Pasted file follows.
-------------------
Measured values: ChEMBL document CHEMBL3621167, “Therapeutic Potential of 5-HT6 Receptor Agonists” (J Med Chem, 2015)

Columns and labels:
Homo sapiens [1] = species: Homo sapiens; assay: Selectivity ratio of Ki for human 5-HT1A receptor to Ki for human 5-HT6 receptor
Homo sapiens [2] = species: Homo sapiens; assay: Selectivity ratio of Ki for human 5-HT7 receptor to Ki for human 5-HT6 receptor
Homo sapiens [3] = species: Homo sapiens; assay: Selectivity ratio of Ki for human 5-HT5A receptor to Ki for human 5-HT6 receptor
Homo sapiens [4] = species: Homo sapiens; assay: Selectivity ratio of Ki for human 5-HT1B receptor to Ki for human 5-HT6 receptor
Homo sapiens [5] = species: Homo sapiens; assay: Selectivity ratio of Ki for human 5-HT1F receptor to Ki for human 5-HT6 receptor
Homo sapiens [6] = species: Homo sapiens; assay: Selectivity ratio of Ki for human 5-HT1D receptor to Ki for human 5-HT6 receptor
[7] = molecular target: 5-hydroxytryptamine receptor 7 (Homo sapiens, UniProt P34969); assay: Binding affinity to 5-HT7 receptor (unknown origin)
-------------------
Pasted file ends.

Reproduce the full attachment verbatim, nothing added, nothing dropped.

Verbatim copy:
Measured values: ChEMBL document CHEMBL3621167, “Therapeutic Potential of 5-HT6 Receptor Agonists” (J Med Chem, 2015)

Columns and labels:
Homo sapiens [1] = species: Homo sapiens; assay: Selectivity ratio of Ki for human 5-HT1A receptor to Ki for human 5-HT6 receptor
Homo sapiens [2] = species: Homo sapiens; assay: Selectivity ratio of Ki for human 5-HT7 receptor to Ki for human 5-HT6 receptor
Homo sapiens [3] = species: Homo sapiens; assay: Selectivity ratio of Ki for human 5-HT5A receptor to Ki for human 5-HT6 receptor
Homo sapiens [4] = species: Homo sapiens; assay: Selectivity ratio of Ki for human 5-HT1B receptor to Ki for human 5-HT6 receptor
Homo sapiens [5] = species: Homo sapiens; assay: Selectivity ratio of Ki for human 5-HT1F receptor to Ki for human 5-HT6 receptor
Homo sapiens [6] = species: Homo sapiens; assay: Selectivity ratio of Ki for human 5-HT1D receptor to Ki for human 5-HT6 receptor
[7] = molecular target: 5-hydroxytryptamine receptor 7 (Homo sapiens, UniProt P34969); assay: Binding affinity to 5-HT7 receptor (unknown origin)